Pain is a person’s private and unique experience, and no one except that person can know what their pain feels like.

There is a real dynamic relationship between the emotional and physical conditions of an individual and their experience of pain.

Long term pain puts stress on the brain which is revealed cognitive issues such as low mood, difficulty with memory or concentration, no matter what the underlying condition causing pain is.

Chronic pain and its psychological effects reduce quality of life, not only for the person with pain but for their family as well. In some cases, the psychological effects of pain outlives the pain itself and become the major health disorder. For instance, under-managed chronic pain may lead to less sleep, exhaustion, more stress, relationship and work problems and psychological distress so it is important to be able to intervene in this cycle to improve pain management and psychological welfare.

Pain can prevent people engaging with care that would improve their outcomes, and for each person the support they need is as unique as their experience of their pain.

Personalisation is essential when creating effective support programs for the patients.

We love the movie ‘Lost in Translation’ with Bill Murray, it really captures how things can go wrong and easily be misunderstood with differences in culture and language.

Running adherence programmes internationally requires a deep understanding of the role of culture and language. Cultural and language differences have a direct impact on how successful an adherence program will be. It is hard to be aware of every single aspect of each country’s culture from afar. That’s why we really do take this factor into account and have an international team in place to create effective programs efficiently.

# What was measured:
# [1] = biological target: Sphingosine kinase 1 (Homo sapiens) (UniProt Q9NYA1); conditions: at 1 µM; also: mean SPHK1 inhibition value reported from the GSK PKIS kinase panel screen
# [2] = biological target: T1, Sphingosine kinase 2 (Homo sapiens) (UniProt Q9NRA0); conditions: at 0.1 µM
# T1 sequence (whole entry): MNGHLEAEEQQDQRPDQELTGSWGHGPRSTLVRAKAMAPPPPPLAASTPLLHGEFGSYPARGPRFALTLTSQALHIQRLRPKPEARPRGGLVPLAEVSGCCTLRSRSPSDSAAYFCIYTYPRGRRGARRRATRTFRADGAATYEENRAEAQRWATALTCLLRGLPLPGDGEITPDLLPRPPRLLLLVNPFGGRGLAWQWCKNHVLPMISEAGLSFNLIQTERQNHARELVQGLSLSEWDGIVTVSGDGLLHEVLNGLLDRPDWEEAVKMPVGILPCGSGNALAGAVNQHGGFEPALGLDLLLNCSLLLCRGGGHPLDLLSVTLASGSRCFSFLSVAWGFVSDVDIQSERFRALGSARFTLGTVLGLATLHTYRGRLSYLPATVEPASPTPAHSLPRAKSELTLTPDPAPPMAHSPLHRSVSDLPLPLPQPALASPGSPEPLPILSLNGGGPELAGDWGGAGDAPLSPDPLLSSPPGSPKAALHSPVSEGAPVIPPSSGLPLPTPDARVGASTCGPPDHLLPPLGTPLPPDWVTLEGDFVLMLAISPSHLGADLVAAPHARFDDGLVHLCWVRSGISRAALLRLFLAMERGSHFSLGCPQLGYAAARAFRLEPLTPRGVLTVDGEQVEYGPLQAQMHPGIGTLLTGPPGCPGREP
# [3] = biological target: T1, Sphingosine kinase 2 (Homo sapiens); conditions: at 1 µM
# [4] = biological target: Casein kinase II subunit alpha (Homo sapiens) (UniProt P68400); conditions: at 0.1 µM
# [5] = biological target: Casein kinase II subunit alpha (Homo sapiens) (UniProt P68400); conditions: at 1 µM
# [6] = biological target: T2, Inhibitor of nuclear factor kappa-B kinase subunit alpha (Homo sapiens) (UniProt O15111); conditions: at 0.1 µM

It is good to remind ourselves that in life, communication is key to success. Being aware of cultural backgrounds is key to the adoption and use of programmes. Direct translation rarely effectively translates all intended meaning. This is also why we conduct research, because customer needs and demands, decision making, and social role views all varies by culture, and to understand the exact words and meaning ascribed to those words in the language and context the program will be
delivered.

We have yet to find a better way than using people who are native speakers of the language, have been immersed in the culture and are trained in the underpinning psychological constructs.